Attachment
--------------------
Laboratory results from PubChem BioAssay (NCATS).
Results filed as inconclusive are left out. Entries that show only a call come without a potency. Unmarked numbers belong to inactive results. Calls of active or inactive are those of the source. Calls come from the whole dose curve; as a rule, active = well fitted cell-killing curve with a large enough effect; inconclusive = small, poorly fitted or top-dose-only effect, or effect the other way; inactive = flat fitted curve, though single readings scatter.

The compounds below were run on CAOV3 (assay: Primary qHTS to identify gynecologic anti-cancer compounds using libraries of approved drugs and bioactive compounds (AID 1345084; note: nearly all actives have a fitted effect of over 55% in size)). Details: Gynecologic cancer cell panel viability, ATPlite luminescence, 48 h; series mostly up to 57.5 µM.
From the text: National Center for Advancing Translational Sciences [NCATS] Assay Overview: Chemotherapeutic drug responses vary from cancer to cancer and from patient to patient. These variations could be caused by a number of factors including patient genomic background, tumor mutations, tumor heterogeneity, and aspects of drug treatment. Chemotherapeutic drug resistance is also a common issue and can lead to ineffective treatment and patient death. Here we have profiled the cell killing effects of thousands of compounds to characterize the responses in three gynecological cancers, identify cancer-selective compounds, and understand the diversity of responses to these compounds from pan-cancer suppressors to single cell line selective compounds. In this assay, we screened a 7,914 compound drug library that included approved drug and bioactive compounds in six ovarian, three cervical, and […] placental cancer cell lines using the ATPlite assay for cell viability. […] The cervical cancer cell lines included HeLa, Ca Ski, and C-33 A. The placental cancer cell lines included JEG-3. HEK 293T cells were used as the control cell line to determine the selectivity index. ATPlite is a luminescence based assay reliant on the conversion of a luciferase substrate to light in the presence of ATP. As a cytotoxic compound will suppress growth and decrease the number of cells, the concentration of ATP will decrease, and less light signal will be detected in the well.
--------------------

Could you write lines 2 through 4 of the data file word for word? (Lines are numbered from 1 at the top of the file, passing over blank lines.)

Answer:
Results filed as inconclusive are left out. Entries that show only a call come without a potency. Unmarked numbers belong to inactive results. Calls of active or inactive are those of the source. Calls come from the whole dose curve; as a rule, active = well fitted cell-killing curve with a large enough effect; inconclusive = small, poorly fitted or top-dose-only effect, or effect the other way; inactive = flat fitted curve, though single readings scatter.

The compounds below were run on CAOV3 (assay: Primary qHTS to identify gynecologic anti-cancer compounds using libraries of approved drugs and bioactive compounds (AID 1345084; note: nearly all actives have a fitted effect of over 55% in size)). Details: Gynecologic cancer cell panel viability, ATPlite luminescence, 48 h; series mostly up to 57.5 µM.
From the text: National Center for Advancing Translational Sciences [NCATS] Assay Overview: Chemotherapeutic drug responses vary from cancer to cancer and from patient to patient. These variations could be caused by a number of factors including patient genomic background, tumor mutations, tumor heterogeneity, and aspects of drug treatment. Chemotherapeutic drug resistance is also a common issue and can lead to ineffective treatment and patient death. Here we have profiled the cell killing effects of thousands of compounds to characterize the responses in three gynecological cancers, identify cancer-selective compounds, and understand the diversity of responses to these compounds from pan-cancer suppressors to single cell line selective compounds. In this assay, we screened a 7,914 compound drug library that included approved drug and bioactive compounds in six ovarian, three cervical, and […] placental cancer cell lines using the ATPlite assay for cell viability. […] The cervical cancer cell lines included HeLa, Ca Ski, and C-33 A. The placental cancer cell lines included JEG-3. HEK 293T cells were used as the control cell line to determine the selectivity index. ATPlite is a luminescence based assay reliant on the conversion of a luciferase substrate to light in the presence of ATP. As a cytotoxic compound will suppress growth and decrease the number of cells, the concentration of ATP will decrease, and less light signal will be detected in the well.